In 2004 I was still under the spell of 9/11 when I opened ” Viral Fitness ” with the following first lines of the preface:

” The September 11, 2001, attack on New York and Washington, DC changed not only the world of humans but also the world of viruses. No one would have thought it possible that a group of terrorists could strike strike the United States at its very heart, yet that is what happened when the twin towers were destroyed. Many people now urgently believe that we must arm ourselves against a repeat of that attack, especially if it should come in the form of bioterrorism.”

I believe that now a lot less. Natural disasters turned out to be more threatening than the man- made ones. When you think about it, this is not totally accurate: the cholera epidemic on Haiti or even the Mexican flu are in one way or the other also man-made.

There are may ways to commemorate 9/11, but images appear to convey the strongest messages. Every time I see a soap or a series on TV made in New York before 2001 and showing images of the two towers in full glory, I cannot believe or grasp that never again these images will be seen in real life. The towers are gone as is the William Street office of IAVI or the restaurant Florent in the Meatpackers- district.

The moment just before the towers collapsed, say the evening of September 8, 2001 is the moment to remember, when everything was normal and nobody ever imagined that the ultimate vanishing act was staged for opening night. We innocently celebrated your birthday drinking beer in Brooklyn.

The Canadian artist Tobias Wong, who committed suicide at the age of 35 on May 30, 2010 in his East Village appartment in Manhattan, captured the towers ready to be hit best. His death was as mysterious as the collapse of the towers. Apparently Tobias Wong hanged himself, may be by accident, while sleepwalking. Were we all sleepwalking, -in other words being active while sleeping-, the days, weeks and years before 9/11? Did we not see the disaster coming because we had a blind spot for the culture clashes around us or did we turn a blind eye?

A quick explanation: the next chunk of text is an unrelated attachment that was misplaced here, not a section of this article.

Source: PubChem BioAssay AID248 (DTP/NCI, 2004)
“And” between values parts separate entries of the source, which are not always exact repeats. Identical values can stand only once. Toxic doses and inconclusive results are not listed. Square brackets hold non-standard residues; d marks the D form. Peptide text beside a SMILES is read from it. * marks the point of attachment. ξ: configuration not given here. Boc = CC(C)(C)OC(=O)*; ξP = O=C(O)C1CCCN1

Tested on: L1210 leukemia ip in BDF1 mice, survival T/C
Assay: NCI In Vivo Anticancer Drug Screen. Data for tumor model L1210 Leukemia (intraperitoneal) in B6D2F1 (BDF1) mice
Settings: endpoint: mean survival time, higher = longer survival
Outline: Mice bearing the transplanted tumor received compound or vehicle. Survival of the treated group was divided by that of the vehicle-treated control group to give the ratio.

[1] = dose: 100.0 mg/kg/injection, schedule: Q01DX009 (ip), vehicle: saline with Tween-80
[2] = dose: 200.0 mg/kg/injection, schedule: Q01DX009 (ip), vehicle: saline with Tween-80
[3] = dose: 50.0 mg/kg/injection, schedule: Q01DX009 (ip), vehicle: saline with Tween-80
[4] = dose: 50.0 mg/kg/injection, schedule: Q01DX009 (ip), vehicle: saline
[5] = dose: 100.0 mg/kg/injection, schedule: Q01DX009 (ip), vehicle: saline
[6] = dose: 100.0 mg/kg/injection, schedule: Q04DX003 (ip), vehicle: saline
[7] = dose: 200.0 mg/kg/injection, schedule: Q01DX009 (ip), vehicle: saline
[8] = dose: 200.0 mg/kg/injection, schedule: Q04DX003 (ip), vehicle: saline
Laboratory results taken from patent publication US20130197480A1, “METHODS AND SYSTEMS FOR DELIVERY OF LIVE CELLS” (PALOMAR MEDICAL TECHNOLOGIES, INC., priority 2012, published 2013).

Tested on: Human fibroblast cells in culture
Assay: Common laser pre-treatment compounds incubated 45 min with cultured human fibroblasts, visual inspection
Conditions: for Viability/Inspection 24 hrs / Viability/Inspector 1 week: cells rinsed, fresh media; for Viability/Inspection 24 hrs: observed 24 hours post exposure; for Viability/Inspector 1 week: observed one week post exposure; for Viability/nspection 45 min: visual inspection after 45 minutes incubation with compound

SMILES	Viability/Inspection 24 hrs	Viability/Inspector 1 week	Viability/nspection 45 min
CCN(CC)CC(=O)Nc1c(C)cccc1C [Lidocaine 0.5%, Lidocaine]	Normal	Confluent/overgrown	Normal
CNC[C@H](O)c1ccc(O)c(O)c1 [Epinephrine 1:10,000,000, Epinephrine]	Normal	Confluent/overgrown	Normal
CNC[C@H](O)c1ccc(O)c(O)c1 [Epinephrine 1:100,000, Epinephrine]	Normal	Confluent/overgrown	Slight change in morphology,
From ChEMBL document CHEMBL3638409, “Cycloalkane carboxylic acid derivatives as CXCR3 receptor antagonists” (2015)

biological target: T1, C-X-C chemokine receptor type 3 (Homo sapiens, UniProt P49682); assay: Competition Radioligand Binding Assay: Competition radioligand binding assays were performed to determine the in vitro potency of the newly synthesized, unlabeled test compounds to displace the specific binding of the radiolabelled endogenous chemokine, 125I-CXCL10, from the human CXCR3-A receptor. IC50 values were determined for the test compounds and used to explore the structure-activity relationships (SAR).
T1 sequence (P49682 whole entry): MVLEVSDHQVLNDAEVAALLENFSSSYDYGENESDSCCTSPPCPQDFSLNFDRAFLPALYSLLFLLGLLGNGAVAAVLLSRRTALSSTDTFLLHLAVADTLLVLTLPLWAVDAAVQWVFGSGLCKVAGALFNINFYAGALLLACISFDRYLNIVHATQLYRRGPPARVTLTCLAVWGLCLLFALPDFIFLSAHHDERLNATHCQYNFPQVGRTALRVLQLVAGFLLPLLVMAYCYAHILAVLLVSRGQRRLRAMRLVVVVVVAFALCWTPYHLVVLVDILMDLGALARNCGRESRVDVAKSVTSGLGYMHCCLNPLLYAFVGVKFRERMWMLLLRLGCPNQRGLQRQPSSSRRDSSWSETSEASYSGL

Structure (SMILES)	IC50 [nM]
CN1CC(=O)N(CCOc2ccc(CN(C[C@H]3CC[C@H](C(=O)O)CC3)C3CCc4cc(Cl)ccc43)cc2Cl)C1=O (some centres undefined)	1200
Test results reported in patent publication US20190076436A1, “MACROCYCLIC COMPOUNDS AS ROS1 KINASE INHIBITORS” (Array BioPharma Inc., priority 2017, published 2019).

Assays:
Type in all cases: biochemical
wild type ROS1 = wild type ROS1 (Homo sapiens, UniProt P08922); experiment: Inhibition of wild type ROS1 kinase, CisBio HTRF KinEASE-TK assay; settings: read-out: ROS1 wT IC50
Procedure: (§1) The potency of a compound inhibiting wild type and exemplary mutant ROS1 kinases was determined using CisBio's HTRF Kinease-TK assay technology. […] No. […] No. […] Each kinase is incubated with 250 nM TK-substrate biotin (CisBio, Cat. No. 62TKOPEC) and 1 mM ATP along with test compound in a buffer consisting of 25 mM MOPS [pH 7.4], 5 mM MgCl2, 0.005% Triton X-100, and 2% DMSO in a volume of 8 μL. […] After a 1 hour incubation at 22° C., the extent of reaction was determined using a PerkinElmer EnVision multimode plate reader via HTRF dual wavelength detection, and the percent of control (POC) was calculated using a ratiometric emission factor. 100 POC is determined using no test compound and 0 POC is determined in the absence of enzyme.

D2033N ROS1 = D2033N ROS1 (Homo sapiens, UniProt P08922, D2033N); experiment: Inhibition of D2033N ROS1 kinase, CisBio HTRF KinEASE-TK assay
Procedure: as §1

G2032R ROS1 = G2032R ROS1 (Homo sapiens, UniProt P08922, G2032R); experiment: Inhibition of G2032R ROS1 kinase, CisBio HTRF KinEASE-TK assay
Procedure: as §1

Tobias Wong created an image of a book of matches with an imprint visible on the inside of the matchbook, reading:
69 Gansevoort Street

The matches in the book are cut to represent the skyline of lower Manhattan with the twin towers as two unlit matches, black with a white head. The beauty of this image is all encompassing. Restaurant Florent was once called ” the Mecca of Cool “; it closed after 23 years in the summer of 2008. Frank Bruni of the New York Times characterized the 24/7 hangout in the paper of May 21st, 2008 , one month before closing as follows:

” Nestled among meatpacking plants and hard-core gay bars, Florent was an anomalously egalitarian enclave beloved in equal measure by celebrities on the A list and hedonists on the edge, and a prism through which certain aspects of the city’s evolution could be seen with unusual clarity.”

Florent is gone, the towers are lit. Do we live today, in 2011 in a different world from ten years ago: no doubt. But is that because of what happened in lower Manhattan on that fatefull day in September 2001 or did the world anyway change because it had to? Would the financial crisis have happened without 9/11, we will never know. For a  basic scientist, like me, it is difficult to accept that a controlled experiment in which half the world lived on without 9/11 and the other half experienced the September horror, was never done. But that is what makes living on this planet as a human being so exciting, I guess.


September 2011
Blog: posts